I recognise the need to restore the faith of victims of these horrific cases. The recently published rape review outlines the Government’s ambition to ensure that justice is served and more cases progress through the system. The CPS is fully committed to delivering actions under the rape review, and those will result in improved joint working between police and prosecutors, to build stronger cases earlier and with less intrusion into victims’ private lives.
The review includes setting the CPS targets of getting rape prosecutions up to 2016 levels. Labour has said that the Government should return to those levels by next year, not by the end of the next Parliament—something the Lord Chancellor said was “constitutionally illiterate.” Will the Attorney General confirm whether the Government intend to stick to those targets, or have they already U-turned on that?
The matter to which the hon. Lady refers is for the Ministry of Justice, but she is right to raise it because cases involving rape and serious sexual offences are some of the most challenging and complicated cases—I emphasise that—with which the CPS deals. That is why only prosecutors with specialist training manage these incredibly sensitive, time-consuming and complex cases. The CPS is committed to ensuring that specialist prosecutors are equipped to deal with the complexities and sensitivities of those types of case.
For example, in May, the CPS published revised rape legal guidance, following public consultation, including new content on challenging rape myths and stereotypes, and a trauma-informed approach. The reason I raise that is that speed is important, yes, but it is also right that the complexities and sensitivities of those cases are handled by highly trained and professional CPS lawyers. That is what is happening.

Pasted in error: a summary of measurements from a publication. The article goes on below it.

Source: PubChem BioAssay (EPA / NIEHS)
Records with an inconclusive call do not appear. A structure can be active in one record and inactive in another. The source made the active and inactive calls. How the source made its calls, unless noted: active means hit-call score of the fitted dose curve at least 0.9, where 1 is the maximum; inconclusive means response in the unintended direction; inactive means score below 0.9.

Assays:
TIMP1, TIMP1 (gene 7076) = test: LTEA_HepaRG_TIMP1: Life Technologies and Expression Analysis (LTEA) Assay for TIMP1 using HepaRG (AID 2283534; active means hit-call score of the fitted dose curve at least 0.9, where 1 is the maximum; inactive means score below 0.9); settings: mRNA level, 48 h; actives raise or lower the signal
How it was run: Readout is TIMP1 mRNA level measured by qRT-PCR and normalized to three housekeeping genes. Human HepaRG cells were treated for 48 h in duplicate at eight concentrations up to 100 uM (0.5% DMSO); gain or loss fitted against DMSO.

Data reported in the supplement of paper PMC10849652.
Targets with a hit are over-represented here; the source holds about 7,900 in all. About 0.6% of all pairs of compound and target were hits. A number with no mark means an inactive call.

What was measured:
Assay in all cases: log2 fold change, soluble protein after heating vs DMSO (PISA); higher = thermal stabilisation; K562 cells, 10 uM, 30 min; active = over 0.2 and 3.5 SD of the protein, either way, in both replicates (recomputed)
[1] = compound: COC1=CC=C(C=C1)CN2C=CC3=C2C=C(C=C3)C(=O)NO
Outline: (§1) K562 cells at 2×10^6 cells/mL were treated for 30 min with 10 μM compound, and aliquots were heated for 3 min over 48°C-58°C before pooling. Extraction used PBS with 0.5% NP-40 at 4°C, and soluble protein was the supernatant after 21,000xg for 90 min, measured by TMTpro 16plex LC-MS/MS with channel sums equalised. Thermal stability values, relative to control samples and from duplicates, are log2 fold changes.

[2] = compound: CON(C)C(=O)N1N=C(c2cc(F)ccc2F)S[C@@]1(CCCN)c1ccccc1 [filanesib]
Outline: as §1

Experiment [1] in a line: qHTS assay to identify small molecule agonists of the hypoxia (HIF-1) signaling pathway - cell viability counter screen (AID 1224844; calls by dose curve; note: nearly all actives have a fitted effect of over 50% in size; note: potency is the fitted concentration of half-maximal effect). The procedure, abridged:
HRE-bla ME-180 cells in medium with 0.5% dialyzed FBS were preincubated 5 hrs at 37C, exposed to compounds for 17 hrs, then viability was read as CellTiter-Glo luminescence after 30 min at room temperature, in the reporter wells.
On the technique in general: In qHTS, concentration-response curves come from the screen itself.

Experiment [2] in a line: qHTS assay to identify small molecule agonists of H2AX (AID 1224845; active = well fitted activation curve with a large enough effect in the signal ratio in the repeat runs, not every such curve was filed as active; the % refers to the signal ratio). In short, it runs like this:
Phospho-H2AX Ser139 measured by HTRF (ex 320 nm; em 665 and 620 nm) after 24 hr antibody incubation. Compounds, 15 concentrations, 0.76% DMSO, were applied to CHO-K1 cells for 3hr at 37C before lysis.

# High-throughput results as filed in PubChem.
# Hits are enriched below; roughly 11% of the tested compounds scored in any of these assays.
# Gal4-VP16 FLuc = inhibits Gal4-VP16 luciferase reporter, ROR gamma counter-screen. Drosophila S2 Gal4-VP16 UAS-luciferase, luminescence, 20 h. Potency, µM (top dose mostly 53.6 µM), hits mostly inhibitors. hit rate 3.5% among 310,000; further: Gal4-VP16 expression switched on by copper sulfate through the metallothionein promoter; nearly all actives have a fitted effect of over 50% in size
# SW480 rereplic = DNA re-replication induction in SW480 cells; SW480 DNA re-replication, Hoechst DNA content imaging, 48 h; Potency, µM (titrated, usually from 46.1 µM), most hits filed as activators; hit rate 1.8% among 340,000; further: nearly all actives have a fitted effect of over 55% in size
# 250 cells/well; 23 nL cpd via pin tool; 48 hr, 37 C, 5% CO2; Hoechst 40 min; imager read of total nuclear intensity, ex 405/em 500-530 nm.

The Government’s end-to-end rape review has been a missed opportunity to address the systemic failures in our criminal justice system. In the Attorney General’s own words, rape victims “are being failed” by this Government. After a two-year wait, the review offers only piecemeal pilots, tinkering around the edges and next to no new funding. When the dire rape conviction statistics were raised with the Prime Minister last week in the House, he dismissed that as “jabber”—a disgraceful response. Will the Attorney General apologise on behalf of the Prime Minister?
The hon. Lady is mischaracterising what was said last week. The cross-Government rape review was published on 18 June. It has produced key actions: an initial ambition to return volumes of cases progressing through the system to pre-2016 levels by the end of this Parliament; an ambition to ensure that no victim is left without access to a mobile phone for more than 24 hours; the launching of pathfinder projects to test innovative ways for the police and the CPS to approach rape cases—so much has been included in the rape review.
I very much accept, as I said in the rape review’s opening paragraphs, that a great deal needs to be done and that we are not happy with where the process has been. A great deal of work is going into that, however, and increased support for victims throughout the criminal justice system is important. That is happening, including through increased provisions, for example, with ISVAs—independent sexual violence advisers.
I am disappointed by the number of questions we have got through today. In future, I hope, we might be able to get through quite a few more. I will now suspend the House for three minutes to enable the necessary arrangements to be made for the next business.